Giving your place a festive look doesn’t have to be expensive, despite what they’re selling in the shops. This year I’ll be making my place look as Christmassy as possible on a teensy weensy budget, and if I can do it, so can you.
First of all I’ll clear away a lot of the everyday clutter and give the place a bit of a clean. It costs nothing, makes the house look more inviting, and creates space to give the festive decorations more impact.
Then I’ll look through what I’ve already got. I have quite a few things carefully packed away from last year, including a crazy metal sculpture of a pine tree, and some kitschy ornaments that make me smile. There are a few bits of tinsel and some baubles up in the loft too, if I remember rightly.
What you already have to hand will vary – whether that’s ornaments, craft materials, ribbons etc – have a good look around before you think about buying lots of new things. I think it helps to have some kind of theme, whether that’s Victorian/Germanic and traditional, more rustic stuff, nature, a particular colour palette, kitsch fun/popular culture, or whatever else tickles your fancy. The madder the theme the better, so get inspired by store displays, magazines and design porn websites.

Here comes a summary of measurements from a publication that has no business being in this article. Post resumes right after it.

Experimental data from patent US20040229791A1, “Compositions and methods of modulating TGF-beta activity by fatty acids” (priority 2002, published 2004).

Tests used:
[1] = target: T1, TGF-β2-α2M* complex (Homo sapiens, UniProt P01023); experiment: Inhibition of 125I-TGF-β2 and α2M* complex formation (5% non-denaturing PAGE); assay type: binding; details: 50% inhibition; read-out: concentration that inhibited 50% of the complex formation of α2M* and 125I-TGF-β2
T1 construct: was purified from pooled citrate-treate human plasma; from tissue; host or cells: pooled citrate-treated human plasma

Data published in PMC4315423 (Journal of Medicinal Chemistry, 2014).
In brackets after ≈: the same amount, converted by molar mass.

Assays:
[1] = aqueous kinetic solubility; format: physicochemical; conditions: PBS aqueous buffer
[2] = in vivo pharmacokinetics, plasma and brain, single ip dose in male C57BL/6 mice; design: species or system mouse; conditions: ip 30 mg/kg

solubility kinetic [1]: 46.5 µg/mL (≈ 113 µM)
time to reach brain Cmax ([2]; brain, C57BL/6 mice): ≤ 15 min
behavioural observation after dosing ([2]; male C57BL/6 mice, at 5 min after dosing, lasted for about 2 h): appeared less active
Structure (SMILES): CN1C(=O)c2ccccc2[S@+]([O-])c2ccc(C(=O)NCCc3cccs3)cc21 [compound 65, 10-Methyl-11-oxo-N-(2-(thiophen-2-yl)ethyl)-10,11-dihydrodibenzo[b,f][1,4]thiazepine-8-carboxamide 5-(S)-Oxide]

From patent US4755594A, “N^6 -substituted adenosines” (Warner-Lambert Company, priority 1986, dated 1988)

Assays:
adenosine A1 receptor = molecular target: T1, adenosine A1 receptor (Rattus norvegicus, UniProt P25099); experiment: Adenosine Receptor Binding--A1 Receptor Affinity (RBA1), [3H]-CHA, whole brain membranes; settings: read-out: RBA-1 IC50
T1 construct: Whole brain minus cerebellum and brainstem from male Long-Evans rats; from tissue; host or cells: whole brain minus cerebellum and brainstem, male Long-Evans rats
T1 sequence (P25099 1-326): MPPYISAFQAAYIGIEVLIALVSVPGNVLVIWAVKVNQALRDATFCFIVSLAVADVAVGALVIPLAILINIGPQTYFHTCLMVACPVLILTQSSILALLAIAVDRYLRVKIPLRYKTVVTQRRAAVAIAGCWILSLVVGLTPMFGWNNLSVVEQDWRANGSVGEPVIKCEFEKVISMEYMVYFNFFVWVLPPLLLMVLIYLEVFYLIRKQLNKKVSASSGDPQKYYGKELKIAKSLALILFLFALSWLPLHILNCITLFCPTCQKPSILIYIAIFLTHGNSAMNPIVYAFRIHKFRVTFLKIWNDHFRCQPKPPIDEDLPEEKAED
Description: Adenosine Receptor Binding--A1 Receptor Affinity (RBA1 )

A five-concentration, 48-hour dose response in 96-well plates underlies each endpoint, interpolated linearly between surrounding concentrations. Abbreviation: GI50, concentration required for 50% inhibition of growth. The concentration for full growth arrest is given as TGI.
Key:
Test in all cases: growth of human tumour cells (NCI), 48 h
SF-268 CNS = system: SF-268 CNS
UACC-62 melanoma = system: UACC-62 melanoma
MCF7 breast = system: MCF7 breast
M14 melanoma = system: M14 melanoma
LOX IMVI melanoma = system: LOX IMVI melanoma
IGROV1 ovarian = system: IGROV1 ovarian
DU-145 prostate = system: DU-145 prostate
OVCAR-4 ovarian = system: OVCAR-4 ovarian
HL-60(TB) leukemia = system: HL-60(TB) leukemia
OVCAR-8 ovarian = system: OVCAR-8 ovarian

Trees can be pretty expensive, and if you can’t afford a fresh one this year then you could always improvise with evergreen branches, painted glittery twigs, twisted wire shapes, 2-D pictures or outlines pinned to a wall, or even by hanging baubles on a big pot plant.
The trusty pound shop will see you right with a range of inexpensive baubles (you can customise them when you get home if you like – I’m tempted to stick on pics of Z-list celebrities this year), tinsel, table decorations and tiny crackers to scatter around or put on the tree. One thing I’d suggest avoiding is cheap fairy lights – this advice comes from a very sensible person who’s a qualified and experienced electrician, and I’m inclined to believe them.
If you can’t afford nice lights but still want a twinkly effect, try putting tea lights in decorated jam jars. A little ribbon and some cinnamon sticks or sprigs of ivy make good decorations, or you can paint or add glitter. Plain candlesticks can be made fancier by adding ribbons or lace, and decorations such as leaves can easily be pinned to the lower parts of plain pillar candles too (the kind where the outside of the candle doesn’t burn down).
Home made decorations for tables, the mantelpiece, or the tree can be made out of salt dough or iced gingerbread, and you can also download and print off all kinds of foldable and glueable paper templates. Christmas stockings are easy to make out of felt or fabric scraps. I also really like edible decorations such as scattered sweets, candy canes, clementines with their leaves still attached, and bowls of nuts – cheap and tasty (like I like my men).
Garlands can finish the look, and don’t have to be too expensive. You can buy plain dark green tinsel and add your own bows or ornaments to it, or you can use ivy, paper chains, or even threaded popcorn. Then all you need to do is add a pile of gift-wrapped presents and crack out the gin mince pies.